End of Slays: Our Favorite Episodes

As Buffy comes to an end, we take a moment to recall some of the Slayer’s finest hours.

By EG Staff
May 16, 2003

As the final hour of Buffy approaches, we at Entertainment Geekly would like to take a few moments to remember our all-time favorite episodes. Thanks for all the memories, Buff! (We totally could have made a “Fangs for all the memories” joke here. We’re just saying.)

“Becoming,” Season 2
8:23. I think that’s about when I started tearing up during this episode. Watch it with me again today, and I still bawl like a tiny baby (or maybe Andrew after hearing an incorrect Star Trek reference) all the way through. This ep somehow channels everything I love about Buffy and ties it together in a glorious, gut-wrenching package. You’ve got The Funny (Spike chatting with Joyce Summers), The Romantic (Oz and Willow), The Kick-Ass (B and A’s big sword fight) and of course, The Big Moment (Buffy sends a re-souled Angel to hell). That moment, I think, has Buffy truly accepting her role as the Slayer in a way that she was never dreamed she would have to. And there’s so much fascinating stuff crammed in around the edges, fully demonstrating how deep and multi-layered and epic this series had become (Xander’s “Kick his ass!” is still a thought-provoking gray area for the character). There are flashbacks (check our Buffy’s puffy jacket!) and magic and even a return (of sorts) for the much-missed Jenny Calendar. In the end, everything from season 2 comes together and pays off in a big, huge, earth-shattering way. All this and Max Perlich. What more could you want? Special runner-up consideration goes to another gem from season 2, the wonderfully comedic “Bewitched, Bothered and Bewildered.” Xander and Cordelia (still one of my all-time favorite Scooby pairings) have never been better, and their prickly chemistry guides this hour to poignant, deeply funny results. — Sarah Kuhn

“Halloween,” Season 2 and “Hush,” Season 4
“Halloween” is one of those genre-bending episodes that shows off Joss’ skills at characterization. When everybody turns into their costumes, we get to see roles skewed and reversed without changing the fundamental nature of the individuals involved. Buffy’s the helpless damsel while Xander’s the commando — in their heart of hearts, Buffy’s always wanted to let her guard down, and Xander’s been incredibly brave in the face of supernatural horror (hey, he didn’t get an eye plucked out this season because he’s a chicken). Willow’s shy surface matches the ghost, but man, is she hot underneath! In a sexy, intellectual manner, of course. All that’s fine and good, but the thing that’ll stick with me long after Buffy‘s over is Giles kicking the shit out of cursed costumer Ethan. Nobody expected that to lie underneath that prissy British exterior. I’m also partial to season 4’s “Hush,” which contains some of my all-time favorite revelations. Once everybody in Sunnydale loses their voice and the musical soundtrack takes over, it’s like watching opera, Joss Whedon style. The Gentleman are my absolute favorite bad guys &151; especially with their weird, floaty movements and straitjacketed sidekicks. Polite, yet eerie and evil. I like that in a villain. Memorable moments include learning that Giles can’t draw and Buffy’s staking gesture being taken for stroking something else long and hard. — Jeff Chen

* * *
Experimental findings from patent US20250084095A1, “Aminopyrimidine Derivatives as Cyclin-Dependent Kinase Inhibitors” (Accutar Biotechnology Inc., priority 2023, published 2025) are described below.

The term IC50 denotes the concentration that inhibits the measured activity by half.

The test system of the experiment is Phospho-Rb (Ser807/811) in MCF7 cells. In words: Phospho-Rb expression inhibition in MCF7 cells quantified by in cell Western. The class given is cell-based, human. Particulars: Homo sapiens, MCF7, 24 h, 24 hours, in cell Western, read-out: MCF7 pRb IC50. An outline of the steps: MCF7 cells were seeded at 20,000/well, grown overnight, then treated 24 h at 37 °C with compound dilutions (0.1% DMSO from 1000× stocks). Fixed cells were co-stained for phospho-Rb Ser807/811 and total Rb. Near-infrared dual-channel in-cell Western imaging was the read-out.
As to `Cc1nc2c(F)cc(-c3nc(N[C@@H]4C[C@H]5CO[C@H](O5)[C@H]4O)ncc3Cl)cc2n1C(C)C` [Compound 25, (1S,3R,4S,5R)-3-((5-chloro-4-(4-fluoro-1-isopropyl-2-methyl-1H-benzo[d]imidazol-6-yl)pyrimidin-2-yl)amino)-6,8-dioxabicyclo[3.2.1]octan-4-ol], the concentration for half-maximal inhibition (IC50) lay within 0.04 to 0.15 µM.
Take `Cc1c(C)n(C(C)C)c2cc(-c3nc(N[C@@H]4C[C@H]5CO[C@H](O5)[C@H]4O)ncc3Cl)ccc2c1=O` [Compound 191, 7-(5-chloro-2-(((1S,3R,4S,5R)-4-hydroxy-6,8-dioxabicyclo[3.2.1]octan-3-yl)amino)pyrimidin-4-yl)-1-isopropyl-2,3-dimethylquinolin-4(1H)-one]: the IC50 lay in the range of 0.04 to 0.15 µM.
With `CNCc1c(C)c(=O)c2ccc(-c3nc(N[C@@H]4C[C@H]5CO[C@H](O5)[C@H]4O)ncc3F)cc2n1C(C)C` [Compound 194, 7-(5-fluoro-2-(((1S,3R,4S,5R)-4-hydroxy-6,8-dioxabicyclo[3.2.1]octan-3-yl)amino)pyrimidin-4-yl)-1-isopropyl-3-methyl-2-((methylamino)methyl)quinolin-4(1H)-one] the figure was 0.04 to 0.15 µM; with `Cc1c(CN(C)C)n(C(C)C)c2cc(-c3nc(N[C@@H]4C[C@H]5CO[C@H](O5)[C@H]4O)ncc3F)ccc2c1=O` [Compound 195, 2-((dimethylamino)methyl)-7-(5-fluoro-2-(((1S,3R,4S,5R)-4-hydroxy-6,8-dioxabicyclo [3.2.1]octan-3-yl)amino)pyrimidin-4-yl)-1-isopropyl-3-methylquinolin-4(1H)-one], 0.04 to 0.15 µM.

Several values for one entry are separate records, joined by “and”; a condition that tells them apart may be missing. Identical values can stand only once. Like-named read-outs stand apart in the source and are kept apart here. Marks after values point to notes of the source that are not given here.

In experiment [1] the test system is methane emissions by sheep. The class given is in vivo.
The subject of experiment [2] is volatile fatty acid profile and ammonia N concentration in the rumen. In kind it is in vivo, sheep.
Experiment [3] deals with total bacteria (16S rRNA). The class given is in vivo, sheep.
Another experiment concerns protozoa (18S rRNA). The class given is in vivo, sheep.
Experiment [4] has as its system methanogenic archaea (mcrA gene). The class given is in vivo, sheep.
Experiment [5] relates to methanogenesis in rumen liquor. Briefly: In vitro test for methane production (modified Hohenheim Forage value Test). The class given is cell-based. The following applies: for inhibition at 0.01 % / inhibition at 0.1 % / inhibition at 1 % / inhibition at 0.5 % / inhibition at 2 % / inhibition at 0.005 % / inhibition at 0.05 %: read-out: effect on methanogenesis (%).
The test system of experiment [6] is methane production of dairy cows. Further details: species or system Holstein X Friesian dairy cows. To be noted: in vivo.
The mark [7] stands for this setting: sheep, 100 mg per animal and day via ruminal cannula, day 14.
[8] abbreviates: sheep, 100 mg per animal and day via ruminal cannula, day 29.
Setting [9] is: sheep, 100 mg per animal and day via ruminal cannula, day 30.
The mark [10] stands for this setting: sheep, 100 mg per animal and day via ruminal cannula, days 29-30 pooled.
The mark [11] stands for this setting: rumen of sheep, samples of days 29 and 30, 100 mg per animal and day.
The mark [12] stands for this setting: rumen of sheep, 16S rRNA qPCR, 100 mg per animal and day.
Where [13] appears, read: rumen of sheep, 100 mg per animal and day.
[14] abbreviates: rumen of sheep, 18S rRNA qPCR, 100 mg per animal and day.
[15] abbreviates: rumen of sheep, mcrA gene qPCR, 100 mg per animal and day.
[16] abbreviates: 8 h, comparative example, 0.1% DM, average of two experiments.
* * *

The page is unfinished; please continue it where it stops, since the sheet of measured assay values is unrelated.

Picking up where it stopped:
“The Zeppo,” Season 3
Ah, Xander. In spite of your constant hilarity, your sharp observations, your keen awareness of human relationships (who told Buffy to get over herself and get after Riley? You did, my man), you’re still seen as little more than just the regular Joe, the Snapper Carr of the Buffyverse. But how normal can a man be if he loses his virginity to Eliza Dushku? Not that normal, says I, and that’s why I love “The Zeppo.” It shows that the regular guy (the stone-cold NERD) is much more special than you could ever have imagined, and it does it with heart and humor to spare. When it comes to sheer cleverness, I don’t know if there’s an episode that tops “The Zeppo.” In the background, we see the Slayer and the Scoobs battling against another invasion from the Hellmouth. In the foreground, Xander cruises with zombies and saves his friends. The flip-flop of focus is a sublime device that doesn’t get nearly the credit it deserves. And it’s damned funny. Witness the aforementioned deflowering of Mr. Harris, as well as the hilarious glimpses of the background apocalypse. You become so invested in Xander’s adventures that the sight of someone soaring through a window in the background is more of a sight gag than a sign of danger. But most of all, I love “The Zeppo” for its ultimate message: Xander’s not a normal guy who’s pretty great, but someone who isn’t “normal” at all. He’s got an inner strength that will be standing long beyond the latest apocalypse. When he stares down the bomb-wielding dead guy and manages to save Sunnydale High, it’s not a celebration of the regular Joe. It’s confirmation that Xander is the most super hero of all. — Matt Springer